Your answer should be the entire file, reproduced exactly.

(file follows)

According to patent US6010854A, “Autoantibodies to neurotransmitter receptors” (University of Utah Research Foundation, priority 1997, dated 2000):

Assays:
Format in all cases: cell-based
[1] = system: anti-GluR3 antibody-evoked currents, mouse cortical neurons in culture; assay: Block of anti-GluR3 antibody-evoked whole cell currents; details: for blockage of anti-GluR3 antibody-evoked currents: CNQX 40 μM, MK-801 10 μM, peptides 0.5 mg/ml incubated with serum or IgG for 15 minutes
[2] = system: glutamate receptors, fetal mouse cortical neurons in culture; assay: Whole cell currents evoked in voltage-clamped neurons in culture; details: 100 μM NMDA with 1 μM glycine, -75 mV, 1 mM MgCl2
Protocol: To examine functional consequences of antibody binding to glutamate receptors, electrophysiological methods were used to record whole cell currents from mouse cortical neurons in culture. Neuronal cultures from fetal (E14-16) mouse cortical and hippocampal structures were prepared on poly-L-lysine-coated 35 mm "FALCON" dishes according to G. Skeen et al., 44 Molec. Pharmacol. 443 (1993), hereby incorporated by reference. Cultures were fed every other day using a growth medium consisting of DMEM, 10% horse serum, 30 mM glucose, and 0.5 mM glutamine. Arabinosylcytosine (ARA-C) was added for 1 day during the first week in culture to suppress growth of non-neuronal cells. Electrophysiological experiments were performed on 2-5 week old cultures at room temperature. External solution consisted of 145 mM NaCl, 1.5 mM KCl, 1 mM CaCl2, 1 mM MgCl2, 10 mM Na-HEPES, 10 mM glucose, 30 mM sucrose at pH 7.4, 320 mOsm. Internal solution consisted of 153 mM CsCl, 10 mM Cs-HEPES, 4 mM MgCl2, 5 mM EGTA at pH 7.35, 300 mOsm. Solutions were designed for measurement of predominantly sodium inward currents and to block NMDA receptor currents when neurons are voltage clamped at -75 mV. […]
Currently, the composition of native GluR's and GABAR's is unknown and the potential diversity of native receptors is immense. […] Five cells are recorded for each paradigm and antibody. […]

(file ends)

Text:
According to patent US6010854A, “Autoantibodies to neurotransmitter receptors” (University of Utah Research Foundation, priority 1997, dated 2000):

Assays:
Format in all cases: cell-based
[1] = system: anti-GluR3 antibody-evoked currents, mouse cortical neurons in culture; assay: Block of anti-GluR3 antibody-evoked whole cell currents; details: for blockage of anti-GluR3 antibody-evoked currents: CNQX 40 μM, MK-801 10 μM, peptides 0.5 mg/ml incubated with serum or IgG for 15 minutes
[2] = system: glutamate receptors, fetal mouse cortical neurons in culture; assay: Whole cell currents evoked in voltage-clamped neurons in culture; details: 100 μM NMDA with 1 μM glycine, -75 mV, 1 mM MgCl2
Protocol: To examine functional consequences of antibody binding to glutamate receptors, electrophysiological methods were used to record whole cell currents from mouse cortical neurons in culture. Neuronal cultures from fetal (E14-16) mouse cortical and hippocampal structures were prepared on poly-L-lysine-coated 35 mm "FALCON" dishes according to G. Skeen et al., 44 Molec. Pharmacol. 443 (1993), hereby incorporated by reference. Cultures were fed every other day using a growth medium consisting of DMEM, 10% horse serum, 30 mM glucose, and 0.5 mM glutamine. Arabinosylcytosine (ARA-C) was added for 1 day during the first week in culture to suppress growth of non-neuronal cells. Electrophysiological experiments were performed on 2-5 week old cultures at room temperature. External solution consisted of 145 mM NaCl, 1.5 mM KCl, 1 mM CaCl2, 1 mM MgCl2, 10 mM Na-HEPES, 10 mM glucose, 30 mM sucrose at pH 7.4, 320 mOsm. Internal solution consisted of 153 mM CsCl, 10 mM Cs-HEPES, 4 mM MgCl2, 5 mM EGTA at pH 7.35, 300 mOsm. Solutions were designed for measurement of predominantly sodium inward currents and to block NMDA receptor currents when neurons are voltage clamped at -75 mV. […]
Currently, the composition of native GluR's and GABAR's is unknown and the potential diversity of native receptors is immense. […] Five cells are recorded for each paradigm and antibody. […]